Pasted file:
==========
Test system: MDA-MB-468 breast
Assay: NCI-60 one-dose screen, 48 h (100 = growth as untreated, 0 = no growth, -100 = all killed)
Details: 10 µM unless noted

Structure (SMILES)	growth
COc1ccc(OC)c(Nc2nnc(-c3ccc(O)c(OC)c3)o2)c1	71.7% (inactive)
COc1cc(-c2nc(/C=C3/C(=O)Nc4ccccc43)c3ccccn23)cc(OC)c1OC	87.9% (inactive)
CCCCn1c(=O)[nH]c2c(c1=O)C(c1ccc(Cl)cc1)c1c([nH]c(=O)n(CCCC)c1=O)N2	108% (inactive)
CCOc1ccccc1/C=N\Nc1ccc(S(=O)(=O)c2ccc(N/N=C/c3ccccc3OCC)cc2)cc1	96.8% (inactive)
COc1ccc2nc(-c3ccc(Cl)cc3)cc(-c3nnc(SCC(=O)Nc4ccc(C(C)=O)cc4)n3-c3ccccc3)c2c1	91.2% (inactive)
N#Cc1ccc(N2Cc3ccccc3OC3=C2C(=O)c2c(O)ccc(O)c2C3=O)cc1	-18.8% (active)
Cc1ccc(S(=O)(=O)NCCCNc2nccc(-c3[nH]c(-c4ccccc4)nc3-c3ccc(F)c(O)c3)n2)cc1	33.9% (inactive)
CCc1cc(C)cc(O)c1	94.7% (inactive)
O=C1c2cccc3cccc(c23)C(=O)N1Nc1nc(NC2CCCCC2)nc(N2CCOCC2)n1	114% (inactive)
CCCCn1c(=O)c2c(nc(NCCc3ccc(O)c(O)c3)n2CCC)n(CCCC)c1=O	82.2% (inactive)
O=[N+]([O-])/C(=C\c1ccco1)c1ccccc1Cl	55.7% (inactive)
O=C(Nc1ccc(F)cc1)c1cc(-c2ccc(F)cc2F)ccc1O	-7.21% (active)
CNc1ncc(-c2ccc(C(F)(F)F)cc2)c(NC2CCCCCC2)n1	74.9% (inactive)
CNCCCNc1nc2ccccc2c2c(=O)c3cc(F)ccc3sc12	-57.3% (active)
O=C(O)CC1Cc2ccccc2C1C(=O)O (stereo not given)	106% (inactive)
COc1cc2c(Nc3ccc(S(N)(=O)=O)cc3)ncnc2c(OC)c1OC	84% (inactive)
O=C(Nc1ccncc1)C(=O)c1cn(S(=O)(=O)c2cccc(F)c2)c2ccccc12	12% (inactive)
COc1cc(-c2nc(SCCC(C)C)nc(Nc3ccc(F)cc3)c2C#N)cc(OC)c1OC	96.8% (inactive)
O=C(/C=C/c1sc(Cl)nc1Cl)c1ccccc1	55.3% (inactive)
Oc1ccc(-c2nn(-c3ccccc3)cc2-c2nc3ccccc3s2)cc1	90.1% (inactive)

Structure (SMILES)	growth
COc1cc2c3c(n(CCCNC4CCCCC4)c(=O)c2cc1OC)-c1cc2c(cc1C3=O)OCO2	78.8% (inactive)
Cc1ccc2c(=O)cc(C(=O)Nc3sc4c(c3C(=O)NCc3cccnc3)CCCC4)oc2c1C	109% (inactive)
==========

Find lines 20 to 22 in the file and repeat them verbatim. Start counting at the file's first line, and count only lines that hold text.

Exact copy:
COc1cc2c(Nc3ccc(S(N)(=O)=O)cc3)ncnc2c(OC)c1OC	84% (inactive)
O=C(Nc1ccncc1)C(=O)c1cn(S(=O)(=O)c2cccc(F)c2)c2ccccc12	12% (inactive)
COc1cc(-c2nc(SCCC(C)C)nc(Nc3ccc(F)cc3)c2C#N)cc(OC)c1OC	96.8% (inactive)